Insider Trading in Derivatives Markets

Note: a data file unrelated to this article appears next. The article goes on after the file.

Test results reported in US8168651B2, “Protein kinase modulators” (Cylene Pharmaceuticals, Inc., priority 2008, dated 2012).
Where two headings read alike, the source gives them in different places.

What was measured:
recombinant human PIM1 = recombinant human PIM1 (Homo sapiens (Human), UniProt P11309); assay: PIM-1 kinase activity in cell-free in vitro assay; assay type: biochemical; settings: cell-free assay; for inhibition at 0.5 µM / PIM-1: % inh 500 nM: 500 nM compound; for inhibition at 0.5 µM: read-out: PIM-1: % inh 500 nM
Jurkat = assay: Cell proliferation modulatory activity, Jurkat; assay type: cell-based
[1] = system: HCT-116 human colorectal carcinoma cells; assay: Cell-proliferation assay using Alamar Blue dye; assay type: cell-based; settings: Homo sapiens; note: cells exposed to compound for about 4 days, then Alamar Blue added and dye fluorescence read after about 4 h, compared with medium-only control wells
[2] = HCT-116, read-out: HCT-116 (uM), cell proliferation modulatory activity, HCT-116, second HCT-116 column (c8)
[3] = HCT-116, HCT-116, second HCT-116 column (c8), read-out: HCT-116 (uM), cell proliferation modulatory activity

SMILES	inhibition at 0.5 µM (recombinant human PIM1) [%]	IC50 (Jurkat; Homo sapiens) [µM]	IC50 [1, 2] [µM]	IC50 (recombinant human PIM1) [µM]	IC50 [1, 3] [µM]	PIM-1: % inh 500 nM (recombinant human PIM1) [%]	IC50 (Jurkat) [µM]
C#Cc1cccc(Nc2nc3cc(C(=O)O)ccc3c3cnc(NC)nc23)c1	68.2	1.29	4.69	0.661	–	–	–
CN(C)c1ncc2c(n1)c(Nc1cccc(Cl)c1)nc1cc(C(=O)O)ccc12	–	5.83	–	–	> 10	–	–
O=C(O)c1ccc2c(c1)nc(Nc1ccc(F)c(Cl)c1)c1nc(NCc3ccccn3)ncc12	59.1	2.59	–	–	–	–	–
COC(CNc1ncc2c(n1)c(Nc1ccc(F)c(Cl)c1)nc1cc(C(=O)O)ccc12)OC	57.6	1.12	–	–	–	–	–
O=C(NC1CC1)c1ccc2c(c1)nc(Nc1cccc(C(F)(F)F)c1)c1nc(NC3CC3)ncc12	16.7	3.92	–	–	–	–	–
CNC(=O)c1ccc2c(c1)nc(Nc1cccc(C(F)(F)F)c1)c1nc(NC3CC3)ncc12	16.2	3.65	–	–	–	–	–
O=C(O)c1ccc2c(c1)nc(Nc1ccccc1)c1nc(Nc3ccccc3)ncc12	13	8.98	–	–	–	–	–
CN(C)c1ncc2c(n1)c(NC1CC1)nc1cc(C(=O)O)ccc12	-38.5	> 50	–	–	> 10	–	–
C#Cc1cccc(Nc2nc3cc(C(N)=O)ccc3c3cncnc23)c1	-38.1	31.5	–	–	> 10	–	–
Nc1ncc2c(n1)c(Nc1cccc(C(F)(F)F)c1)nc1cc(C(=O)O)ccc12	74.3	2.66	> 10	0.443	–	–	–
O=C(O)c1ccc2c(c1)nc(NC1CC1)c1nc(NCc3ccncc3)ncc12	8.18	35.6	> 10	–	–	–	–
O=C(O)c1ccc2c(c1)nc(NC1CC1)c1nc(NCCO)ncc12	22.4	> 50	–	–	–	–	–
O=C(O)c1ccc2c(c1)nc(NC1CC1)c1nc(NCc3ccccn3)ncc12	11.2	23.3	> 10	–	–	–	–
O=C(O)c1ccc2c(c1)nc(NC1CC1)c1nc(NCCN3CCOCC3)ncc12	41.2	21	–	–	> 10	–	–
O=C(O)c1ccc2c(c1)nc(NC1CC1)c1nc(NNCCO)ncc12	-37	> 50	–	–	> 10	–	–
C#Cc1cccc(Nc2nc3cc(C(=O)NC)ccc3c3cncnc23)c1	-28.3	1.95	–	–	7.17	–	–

The prohibition against insider trading is becoming increasingly anachronistic in markets where derivatives like credit default swaps (CDS) operate. Lenders use these instruments to trade the credit risk of the loans they extend. By design, CDS appear to subvert insider trading laws, insofar as lenders rely on what looks like insider information to transfer or externalize the risk of a loan to another institution. At the same time, the harm caused by using insider information in CDS markets can depart radically from the harms envisioned under existing case law. In the traditional account of insider trading, shareholders systematically lose against informed insiders. However, with CDS trading, shareholders of the debtor company can emerge as winners where this company enjoys access to cheaper credit and lower funding costs. A thorough re-thinking of traditional theory is thus required, as well as a more robust, theoretical account of the efficiency and welfare implications of insider trading in a world animated by complex derivatives markets. This Article shows that trading on insider information in CDS can improve at least the informational, if not also the allocative efficiency of financial markets in ways traditional accounts have scarcely anticipated. However, in doing so, CDS markets reveal that this informational gain can render markets "too" efficient where they impound new information selectively and with such force that market stability itself can suffer. Collectively, these observations suggest a need to revisit the insider trading prohibition itself – and to explore whether consistency can (and should) be brought to supervisory approaches in U.S. equity and derivatives markets.